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NURS-FPX 4020 Assessment 1 Enhancing Quality and Safety

NURS-FPX 4020 Assessment 1 Enhancing Quality and Safety


The pursuit of high-quality care and safety safeguards in healthcare is a pertinent health agenda that attracts political and public health interest. Quality improvement and safety enhancements in healthcare are integral to health promotion and preservation efforts. These interventions are pivotal in reducing the incidence of sentinel events in healthcare as well as medical and medication-related errors. Medication administration errors are one of the most common quality and safety compromises in healthcare. These errors have been implicated in over 7000 deaths. The healthcare costs for patients with medication-related health errors are approximately 40 billion dollars. Healthcare providers have been implicated in over 60% of medication-related errors, with nurses accounting for the majority of these cases. Wrong dosing is one of the most common causal factors for medication administration errors (Rasool et al., 2020). This paper details wrong dosing as a medication administration error in healthcare.

Factors Leading to Wrong Dosing

Wrong dosing encompasses under-dosing, overdosing, and extra-dosing. These errors occur when a patient is given medication at a dose not ordered or inappropriate to their indications, omission, or when a drug is given through the wrong route of administration. Several factors have been implicated as causal for wrong dosing. Illegible writing can lead to wrong dosing. Also, illegible dosing instructions have long been a plague to pharmacists and nurses. This issue is particularly a concern in manual prescription transmission and is accustomed to physicians being in a hurry to scribble down medications and dosing instructions. Nurses and pharmacists, in this case, have to make the best guess of the physician’s intentions. In rare cases of incorrect interpretations, the patients may end up receiving the wrong dose. Due to the negative implications of illegibility in prescriptions, many healthcare organizations have enforced policies on prescriptions imploring physicians to maintain responsibility during prescription. With electronic use, the manual transmission of prescriptions is slowly being phased out. It, however, remains a concern in healthcare institutions where electronic health records have not been fully implemented.

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Fragmented communications between nurses and pharmacists may also result in wrong dosing (Wondmieneh et al., 2020). Pharmacists, being experts in medication, are responsible for informing nurses on the administrative routes of drugs and the dosing instructions. Therefore, poor communication may result in dosing mistakes. The criticality of pharmacists in medication administration reinforced the need for streamlined nurse-pharmacist communication. This calls for the ever presence of pharmacists during medication administration to minimize nurse-related medication errors.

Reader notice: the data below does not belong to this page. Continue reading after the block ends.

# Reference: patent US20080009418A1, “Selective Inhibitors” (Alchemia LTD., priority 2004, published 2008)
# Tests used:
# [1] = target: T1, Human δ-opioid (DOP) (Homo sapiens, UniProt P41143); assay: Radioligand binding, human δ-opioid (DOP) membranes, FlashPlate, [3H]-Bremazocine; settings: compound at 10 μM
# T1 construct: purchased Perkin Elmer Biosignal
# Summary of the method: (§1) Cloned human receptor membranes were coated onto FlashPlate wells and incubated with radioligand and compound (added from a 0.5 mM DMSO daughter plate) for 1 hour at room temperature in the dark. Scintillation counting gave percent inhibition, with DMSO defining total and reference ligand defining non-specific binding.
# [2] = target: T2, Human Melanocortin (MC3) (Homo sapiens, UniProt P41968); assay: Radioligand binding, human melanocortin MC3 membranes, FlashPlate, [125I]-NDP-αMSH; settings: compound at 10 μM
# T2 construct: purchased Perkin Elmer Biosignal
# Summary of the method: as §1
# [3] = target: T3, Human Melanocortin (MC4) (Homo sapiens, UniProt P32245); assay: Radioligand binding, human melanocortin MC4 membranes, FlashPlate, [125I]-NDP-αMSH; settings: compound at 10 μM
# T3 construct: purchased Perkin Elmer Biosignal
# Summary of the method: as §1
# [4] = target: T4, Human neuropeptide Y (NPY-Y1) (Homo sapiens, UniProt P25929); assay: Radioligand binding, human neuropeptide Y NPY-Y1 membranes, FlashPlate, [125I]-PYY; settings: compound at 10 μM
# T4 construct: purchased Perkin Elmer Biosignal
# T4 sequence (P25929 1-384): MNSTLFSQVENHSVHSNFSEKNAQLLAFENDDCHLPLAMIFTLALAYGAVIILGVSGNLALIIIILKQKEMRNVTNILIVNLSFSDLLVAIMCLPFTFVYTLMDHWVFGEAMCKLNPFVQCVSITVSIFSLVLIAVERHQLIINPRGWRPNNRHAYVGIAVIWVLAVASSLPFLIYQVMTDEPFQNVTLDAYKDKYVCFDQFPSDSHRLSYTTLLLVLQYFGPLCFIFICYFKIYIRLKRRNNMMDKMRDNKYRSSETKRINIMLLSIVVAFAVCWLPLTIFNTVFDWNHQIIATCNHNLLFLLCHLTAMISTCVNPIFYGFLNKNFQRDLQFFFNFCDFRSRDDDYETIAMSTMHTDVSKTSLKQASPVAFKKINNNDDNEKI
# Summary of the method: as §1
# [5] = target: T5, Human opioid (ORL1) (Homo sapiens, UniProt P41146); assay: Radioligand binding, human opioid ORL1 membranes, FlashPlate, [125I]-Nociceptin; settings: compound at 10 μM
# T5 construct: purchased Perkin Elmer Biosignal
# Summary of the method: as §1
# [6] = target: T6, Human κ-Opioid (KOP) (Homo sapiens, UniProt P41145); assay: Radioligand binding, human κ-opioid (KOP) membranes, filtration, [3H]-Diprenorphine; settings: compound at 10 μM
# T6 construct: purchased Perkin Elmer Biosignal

Inadequate nurses’ knowledge of the pharmacokinetic properties of some medications may contribute to nurses’ errors during medication administration. Pharmacokinetic knowledge of medication assists in determining the right dose of various medications as well as the most appropriate route of administration. Medications with narrow therapeutic indices are particularly delicate to handle. This is because minimal shifts in dosing may result in catastrophic health effects. Nurses’ pharmacokinetic knowledge can help them avert mistakes attributable to improper dosing or the use of inappropriate routes of administration.

Distractions during care provisions have also been implicated in extra dosing. Distractions during medication administration can be either on the physicians’ side or the nurses’ side. Physicians’ distraction may lead to lapses in clinical judgment and the consequential prescription of overdose or underdose. Nurses’ distractions during medication administration have also been implicated in extra dosing and administration of the wrong dose to the wrong patients. All these have detrimental effects on the patients and underpin the need for addressing them.

NURS-FPX 4020 Assessment 1 Enhancing Quality and Safety

Evidence-Based and Best-Practice Solutions to Improve Patient Safety

Correcting dosing errors as a form of medication administration errors remains a priority patient safety enhancement measure. Best practices in reducing medication administration errors and, consequently, costs include expanding nurses’ knowledge of medications, fostering nurse-pharmacist partnerships, and creating a favorable environment for medication handling and administration (Manias et al., 2020). Expanding nurses’ knowledge of the pharmacokinetic properties of medications may be valuable in minimizing medication administration errors. This can be attained through a systematic approach entailing continuous medical education on these topics and equipping nurses with reference materials and educational resources on various medications. Valuable reference material for nurses includes medication leaflets, journals, textbooks, and other pieces of literature on medication handling and administration.